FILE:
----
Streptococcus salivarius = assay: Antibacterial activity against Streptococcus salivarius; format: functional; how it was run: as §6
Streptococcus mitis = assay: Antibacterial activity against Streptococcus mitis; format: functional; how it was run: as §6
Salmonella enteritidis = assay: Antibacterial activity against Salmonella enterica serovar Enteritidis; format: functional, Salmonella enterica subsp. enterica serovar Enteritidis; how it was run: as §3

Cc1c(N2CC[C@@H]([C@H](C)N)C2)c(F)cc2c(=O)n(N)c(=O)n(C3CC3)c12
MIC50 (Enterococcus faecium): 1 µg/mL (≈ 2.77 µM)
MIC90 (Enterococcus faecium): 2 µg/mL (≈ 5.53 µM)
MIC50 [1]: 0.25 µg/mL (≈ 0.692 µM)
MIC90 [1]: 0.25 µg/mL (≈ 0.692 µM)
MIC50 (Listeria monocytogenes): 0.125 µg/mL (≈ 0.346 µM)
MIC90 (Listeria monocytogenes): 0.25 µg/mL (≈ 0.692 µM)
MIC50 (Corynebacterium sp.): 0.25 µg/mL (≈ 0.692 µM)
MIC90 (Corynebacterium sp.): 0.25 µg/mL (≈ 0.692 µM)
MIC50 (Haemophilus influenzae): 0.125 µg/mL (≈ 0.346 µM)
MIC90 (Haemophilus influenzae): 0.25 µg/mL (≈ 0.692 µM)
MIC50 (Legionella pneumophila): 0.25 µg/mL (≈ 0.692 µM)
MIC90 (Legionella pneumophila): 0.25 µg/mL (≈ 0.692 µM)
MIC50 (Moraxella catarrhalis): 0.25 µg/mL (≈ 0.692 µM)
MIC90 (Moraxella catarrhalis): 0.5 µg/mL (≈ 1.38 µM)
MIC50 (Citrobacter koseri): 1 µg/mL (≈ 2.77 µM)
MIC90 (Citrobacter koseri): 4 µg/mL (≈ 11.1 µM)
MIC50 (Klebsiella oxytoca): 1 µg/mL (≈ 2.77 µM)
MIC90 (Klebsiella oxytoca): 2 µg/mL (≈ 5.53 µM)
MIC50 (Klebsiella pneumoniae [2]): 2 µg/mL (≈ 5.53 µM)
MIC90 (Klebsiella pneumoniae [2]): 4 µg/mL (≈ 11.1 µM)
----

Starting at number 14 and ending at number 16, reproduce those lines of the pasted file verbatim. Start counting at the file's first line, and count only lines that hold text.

MIC90 (Haemophilus influenzae): 0.25 µg/mL (≈ 0.692 µM)
MIC50 (Legionella pneumophila): 0.25 µg/mL (≈ 0.692 µM)
MIC90 (Legionella pneumophila): 0.25 µg/mL (≈ 0.692 µM)